In many Western churches today, it seems that we begin with our culture and the way we do things, and then try to squeeze the Bible into it as proof that we are following God. Pastors make sermons with three alliterated points, and then add a few Bible verses to each point to make the sermon more “Biblical.” We see what kind of music our culture likes, and then we Christianize it to attract the world and to make it more entertaining for ourselves. We love the sports and entertainment of the world, and so we build gymnasiums and stages in our churches, but call it ministry to justify things.
Certainly, some good may be done, but then we dismiss any who ask about the old paths–about the ancient ways. “Thus says the Lord: ‘Stand in the ways and see, and ask for the old paths, where the good way is,
and walk in it.'” Rather than begin with the Bible and work our way out, we begin with how we already do things and then try to squeeze the Bible in. For example, if we begin with the Bible, we would examine the methods of evangelism and outreach used in the Bible by the prophets, Jesus, and the apostles. Did they try to attract the unsaved with fishing tournaments, theater productions, carnivals, or chariot shows? We do not know, though, how to reach the unsaved through the word and Spirit of God and with messages of repentance, and so we are content to have sporting events which we call ministry and outreach–and no one had better question it or he will be condemned as being negative and in opposition to God’s work.
Church prayer meetings are replaced with cool, fun small groups, and the churches are no longer united. Even when we do pray, we are so unfamiliar with God that we merely read prayer lists back to God (often taking His name in vain–Oh God, heavenly Father, we ask Lord, that you, Lord, bless us, Lord, and Lord God, we know, Father, that you, O Lord, are a great God, Lord . . . ). We can barely talk to another Christian about God’s word for more than a few minutes, and to try to get a few people to pray together for an hour is nearly impossible.
If we begin with the Bible rather than how we do things today, would we have youth pastors? How many can we find in the Bible? It used to be that the youth were influenced by the Godly adults, learned to pray and seek God together, were taught to mature and live for Him in the middle of an ungodly world, but now the youth are separated from eveyone else, are uncomfortable praying with adults, no longer learn the great hymns of the faith, but certainly have fun at the amusement parks and Christian concerts! They might not be able to lead their classmates to Jesus or have time to explain to them about God and His word, but they can invite them to the youth group for fun times!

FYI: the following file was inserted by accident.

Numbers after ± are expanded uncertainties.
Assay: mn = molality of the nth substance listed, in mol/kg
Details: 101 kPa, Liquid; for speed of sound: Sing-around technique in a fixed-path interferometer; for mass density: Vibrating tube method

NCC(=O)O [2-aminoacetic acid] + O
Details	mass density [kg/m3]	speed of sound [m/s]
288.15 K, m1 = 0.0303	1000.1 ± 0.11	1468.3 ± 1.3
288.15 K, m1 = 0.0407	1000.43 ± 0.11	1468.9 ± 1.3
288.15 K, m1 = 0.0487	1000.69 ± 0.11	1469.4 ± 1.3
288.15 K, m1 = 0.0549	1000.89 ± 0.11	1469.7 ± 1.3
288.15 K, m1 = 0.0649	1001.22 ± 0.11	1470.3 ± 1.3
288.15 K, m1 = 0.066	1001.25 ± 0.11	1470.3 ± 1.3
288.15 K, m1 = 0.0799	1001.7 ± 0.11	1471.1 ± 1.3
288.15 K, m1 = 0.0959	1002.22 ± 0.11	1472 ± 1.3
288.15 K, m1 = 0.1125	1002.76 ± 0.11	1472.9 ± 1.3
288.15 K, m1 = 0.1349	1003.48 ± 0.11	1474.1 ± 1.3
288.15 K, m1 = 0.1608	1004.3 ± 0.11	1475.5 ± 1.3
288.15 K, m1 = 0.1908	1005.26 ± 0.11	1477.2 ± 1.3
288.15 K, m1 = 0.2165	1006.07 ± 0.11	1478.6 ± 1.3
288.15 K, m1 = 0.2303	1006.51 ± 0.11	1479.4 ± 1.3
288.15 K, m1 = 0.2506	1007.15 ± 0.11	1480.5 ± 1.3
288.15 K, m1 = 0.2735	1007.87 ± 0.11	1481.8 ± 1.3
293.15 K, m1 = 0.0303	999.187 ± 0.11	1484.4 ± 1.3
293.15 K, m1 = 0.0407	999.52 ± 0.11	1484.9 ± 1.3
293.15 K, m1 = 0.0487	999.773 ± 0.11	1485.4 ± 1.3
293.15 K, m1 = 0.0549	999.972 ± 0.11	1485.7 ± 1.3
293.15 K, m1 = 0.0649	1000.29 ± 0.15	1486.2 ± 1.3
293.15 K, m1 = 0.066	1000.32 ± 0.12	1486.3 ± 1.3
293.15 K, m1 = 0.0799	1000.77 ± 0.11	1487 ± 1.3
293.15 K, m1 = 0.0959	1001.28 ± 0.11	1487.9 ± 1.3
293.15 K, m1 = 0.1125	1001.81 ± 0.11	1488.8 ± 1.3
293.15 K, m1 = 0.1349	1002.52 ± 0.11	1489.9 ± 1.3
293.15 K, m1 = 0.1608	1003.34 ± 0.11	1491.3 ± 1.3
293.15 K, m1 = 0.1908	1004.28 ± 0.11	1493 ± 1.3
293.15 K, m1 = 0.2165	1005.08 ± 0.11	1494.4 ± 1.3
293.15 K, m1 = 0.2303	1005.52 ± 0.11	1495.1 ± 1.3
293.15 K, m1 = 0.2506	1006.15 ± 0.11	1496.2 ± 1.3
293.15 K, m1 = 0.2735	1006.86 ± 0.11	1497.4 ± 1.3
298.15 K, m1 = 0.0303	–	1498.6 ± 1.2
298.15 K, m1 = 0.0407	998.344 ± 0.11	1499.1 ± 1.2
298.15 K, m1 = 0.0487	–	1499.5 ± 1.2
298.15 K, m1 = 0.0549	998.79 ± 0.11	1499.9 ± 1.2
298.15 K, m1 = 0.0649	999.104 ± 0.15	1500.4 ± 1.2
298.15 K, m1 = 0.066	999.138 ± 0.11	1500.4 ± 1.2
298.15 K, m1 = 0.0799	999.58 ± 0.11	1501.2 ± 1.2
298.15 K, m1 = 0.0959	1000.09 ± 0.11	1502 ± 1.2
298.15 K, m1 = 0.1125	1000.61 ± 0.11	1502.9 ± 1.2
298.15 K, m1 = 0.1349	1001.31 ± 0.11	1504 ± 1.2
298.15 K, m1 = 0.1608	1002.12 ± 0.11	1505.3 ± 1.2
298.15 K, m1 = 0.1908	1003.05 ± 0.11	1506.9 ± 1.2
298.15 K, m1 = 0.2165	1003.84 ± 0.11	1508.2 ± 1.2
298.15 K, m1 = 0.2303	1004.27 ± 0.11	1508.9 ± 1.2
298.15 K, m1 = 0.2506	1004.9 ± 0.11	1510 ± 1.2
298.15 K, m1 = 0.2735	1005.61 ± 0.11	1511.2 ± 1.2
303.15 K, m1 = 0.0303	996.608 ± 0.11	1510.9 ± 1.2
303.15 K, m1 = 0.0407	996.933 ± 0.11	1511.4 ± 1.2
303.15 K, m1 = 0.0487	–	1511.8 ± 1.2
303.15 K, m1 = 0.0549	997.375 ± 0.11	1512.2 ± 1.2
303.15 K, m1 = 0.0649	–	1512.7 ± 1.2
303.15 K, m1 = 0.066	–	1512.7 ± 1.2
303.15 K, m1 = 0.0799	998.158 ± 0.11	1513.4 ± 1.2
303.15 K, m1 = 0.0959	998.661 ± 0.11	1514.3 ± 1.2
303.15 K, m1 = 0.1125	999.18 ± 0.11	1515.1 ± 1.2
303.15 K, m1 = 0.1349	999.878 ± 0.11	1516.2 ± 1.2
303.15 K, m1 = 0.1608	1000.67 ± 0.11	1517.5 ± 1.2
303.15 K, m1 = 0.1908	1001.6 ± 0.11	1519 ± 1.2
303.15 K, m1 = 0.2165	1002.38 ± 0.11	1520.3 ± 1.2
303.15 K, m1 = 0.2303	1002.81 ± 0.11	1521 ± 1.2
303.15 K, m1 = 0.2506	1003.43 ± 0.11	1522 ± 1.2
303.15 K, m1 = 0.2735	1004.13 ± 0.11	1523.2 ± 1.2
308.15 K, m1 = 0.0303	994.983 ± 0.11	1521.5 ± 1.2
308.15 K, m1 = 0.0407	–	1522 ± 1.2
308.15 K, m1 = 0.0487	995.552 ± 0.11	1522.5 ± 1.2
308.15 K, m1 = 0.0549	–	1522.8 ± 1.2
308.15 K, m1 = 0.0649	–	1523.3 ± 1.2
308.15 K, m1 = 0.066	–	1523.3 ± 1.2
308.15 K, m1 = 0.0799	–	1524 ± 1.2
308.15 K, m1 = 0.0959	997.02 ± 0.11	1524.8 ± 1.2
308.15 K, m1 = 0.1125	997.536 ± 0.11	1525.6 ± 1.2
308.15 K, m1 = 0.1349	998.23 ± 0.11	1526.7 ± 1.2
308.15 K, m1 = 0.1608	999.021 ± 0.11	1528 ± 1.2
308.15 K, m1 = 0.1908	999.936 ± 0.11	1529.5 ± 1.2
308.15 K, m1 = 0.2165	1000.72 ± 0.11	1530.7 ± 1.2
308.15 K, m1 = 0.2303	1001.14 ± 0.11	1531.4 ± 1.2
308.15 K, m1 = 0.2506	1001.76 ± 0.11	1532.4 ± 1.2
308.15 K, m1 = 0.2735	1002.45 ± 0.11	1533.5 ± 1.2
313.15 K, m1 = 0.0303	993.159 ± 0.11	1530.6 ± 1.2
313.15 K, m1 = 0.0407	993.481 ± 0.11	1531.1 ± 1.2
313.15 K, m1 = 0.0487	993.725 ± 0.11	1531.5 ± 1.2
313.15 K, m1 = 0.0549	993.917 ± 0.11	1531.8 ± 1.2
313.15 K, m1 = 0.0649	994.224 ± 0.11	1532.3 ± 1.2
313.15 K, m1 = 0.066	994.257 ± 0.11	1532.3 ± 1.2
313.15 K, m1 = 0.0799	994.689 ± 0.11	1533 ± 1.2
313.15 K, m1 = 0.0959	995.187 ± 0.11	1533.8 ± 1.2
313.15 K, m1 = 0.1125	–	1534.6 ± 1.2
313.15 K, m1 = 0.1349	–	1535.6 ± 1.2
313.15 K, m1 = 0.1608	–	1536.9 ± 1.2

Young Christian married couples no longer are influenced by the older, mature Godly couples who have been through tough times and learned to depend upon God. Now they, too, must have their own classes and groups where they are separate from the rest of the church, and they, too, no longer have to sing those hymns that meant so much to the church for hundreds of years. They do not learn the importance of daily time with God, for they are taught that God understands if their lives are busy–that they have to go to work, take their kids to sports’ leagues and other activities, watch the latest television shows so that they can relate to their friends and co-workers, and replace a relationship with God with date night or a Christian comedian at church every one in a while who talks about marriage a couple times. They no longer learn how to visit the sick and afflicted, to sacrifice for God and others, to help the elderly, but are segregated unto themselves and seek entertaiinment for themselves. The husbands might not spend daily time with God themselves, and certainly do not have time to lead the family in devotions, but they can make it to the marriage retreat once a year, so it is fine, they think.
When we begin with our culture instead of the Sciptures, we no longer think about things like the Hebrews 11 hall of heroes and certainly are not familiar with Moody, Chrysostom, Brainerd, Bunyan, Carmichael, Spurgeon, Taylor, Knox, Wycliffe, etc., but we can make it to a few professional sports events a year to honor our true heroes. We might not have time to learn about separation from the world and about holiness, but we can be moved by the latest fiction movie, as long as we train ourselves to ignore the profanity, immorality, and blasphemy contained in it.
Sure–there are still places where Christians seek God, where the youth do not imitate the world, where the elderly are honored and respected, and where people sing for God’s glory rather than their own entertainment, but these places are increasingly rare. Let us then, begin with the book–the Bible, and work our way out. How should we spend our time? What does the Bible say? How should we be entertained? What does God say? Should we be playing church sports on the Lord’s Day? What does God say? You get the idea. We each have our faults and areas in which we can improve, but let us begin with the Scriptures and spur one another on to love and good works and holiness, rather than excuse and justify our way on to finding our satisfaction in sports and entertainment. Why not pray and sing hymns and read good Christian books and biographies together as couples and families, rather than imitate the pleasures that the world seeks?
Begin with the Book, continue with the Book, and end with the Book.